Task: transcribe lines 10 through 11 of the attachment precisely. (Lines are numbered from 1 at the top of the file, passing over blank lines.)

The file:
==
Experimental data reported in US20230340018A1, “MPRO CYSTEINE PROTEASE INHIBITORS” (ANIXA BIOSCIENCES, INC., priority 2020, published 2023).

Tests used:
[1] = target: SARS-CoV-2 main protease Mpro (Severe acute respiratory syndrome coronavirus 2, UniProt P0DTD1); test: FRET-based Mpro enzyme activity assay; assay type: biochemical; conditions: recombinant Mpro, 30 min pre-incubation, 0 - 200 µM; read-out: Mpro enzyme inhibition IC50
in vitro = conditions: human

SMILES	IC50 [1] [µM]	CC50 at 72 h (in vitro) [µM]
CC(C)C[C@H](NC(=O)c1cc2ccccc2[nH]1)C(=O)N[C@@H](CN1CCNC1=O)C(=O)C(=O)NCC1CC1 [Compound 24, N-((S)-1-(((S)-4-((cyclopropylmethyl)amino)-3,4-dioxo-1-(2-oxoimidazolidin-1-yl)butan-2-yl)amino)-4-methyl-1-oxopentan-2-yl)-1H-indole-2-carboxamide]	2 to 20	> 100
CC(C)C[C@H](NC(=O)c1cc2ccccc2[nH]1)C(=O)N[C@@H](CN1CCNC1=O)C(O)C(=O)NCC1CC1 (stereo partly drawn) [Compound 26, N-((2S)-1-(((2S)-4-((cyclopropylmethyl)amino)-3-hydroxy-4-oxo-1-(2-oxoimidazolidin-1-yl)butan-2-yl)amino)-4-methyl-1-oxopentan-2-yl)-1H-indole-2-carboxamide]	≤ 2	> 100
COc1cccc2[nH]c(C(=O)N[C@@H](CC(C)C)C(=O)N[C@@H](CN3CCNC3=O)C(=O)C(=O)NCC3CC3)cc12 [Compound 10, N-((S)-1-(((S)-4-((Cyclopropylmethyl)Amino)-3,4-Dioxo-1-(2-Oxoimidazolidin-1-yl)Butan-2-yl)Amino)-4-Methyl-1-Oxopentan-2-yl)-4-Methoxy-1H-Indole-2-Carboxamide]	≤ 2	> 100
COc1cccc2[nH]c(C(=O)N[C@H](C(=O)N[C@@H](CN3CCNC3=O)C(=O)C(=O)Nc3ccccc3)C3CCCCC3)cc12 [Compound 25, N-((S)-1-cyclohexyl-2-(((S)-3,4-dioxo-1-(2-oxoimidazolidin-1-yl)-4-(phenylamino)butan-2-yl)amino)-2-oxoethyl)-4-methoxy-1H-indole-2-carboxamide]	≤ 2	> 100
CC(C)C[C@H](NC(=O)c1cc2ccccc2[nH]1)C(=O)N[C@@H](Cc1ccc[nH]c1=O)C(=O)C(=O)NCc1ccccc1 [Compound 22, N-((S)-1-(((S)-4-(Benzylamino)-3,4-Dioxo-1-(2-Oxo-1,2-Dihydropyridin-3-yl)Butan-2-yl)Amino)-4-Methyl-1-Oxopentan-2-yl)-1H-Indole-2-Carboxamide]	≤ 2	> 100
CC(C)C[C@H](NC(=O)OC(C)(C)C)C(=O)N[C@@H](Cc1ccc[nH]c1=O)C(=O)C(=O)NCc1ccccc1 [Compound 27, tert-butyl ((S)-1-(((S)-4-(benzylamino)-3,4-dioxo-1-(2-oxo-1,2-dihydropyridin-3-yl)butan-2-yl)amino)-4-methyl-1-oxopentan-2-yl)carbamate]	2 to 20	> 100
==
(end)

CC(C)C[C@H](NC(=O)c1cc2ccccc2[nH]1)C(=O)N[C@@H](Cc1ccc[nH]c1=O)C(=O)C(=O)NCc1ccccc1 [Compound 22, N-((S)-1-(((S)-4-(Benzylamino)-3,4-Dioxo-1-(2-Oxo-1,2-Dihydropyridin-3-yl)Butan-2-yl)Amino)-4-Methyl-1-Oxopentan-2-yl)-1H-Indole-2-Carboxamide]	≤ 2	> 100
CC(C)C[C@H](NC(=O)OC(C)(C)C)C(=O)N[C@@H](Cc1ccc[nH]c1=O)C(=O)C(=O)NCc1ccccc1 [Compound 27, tert-butyl ((S)-1-(((S)-4-(benzylamino)-3,4-dioxo-1-(2-oxo-1,2-dihydropyridin-3-yl)butan-2-yl)amino)-4-methyl-1-oxopentan-2-yl)carbamate]	2 to 20	> 100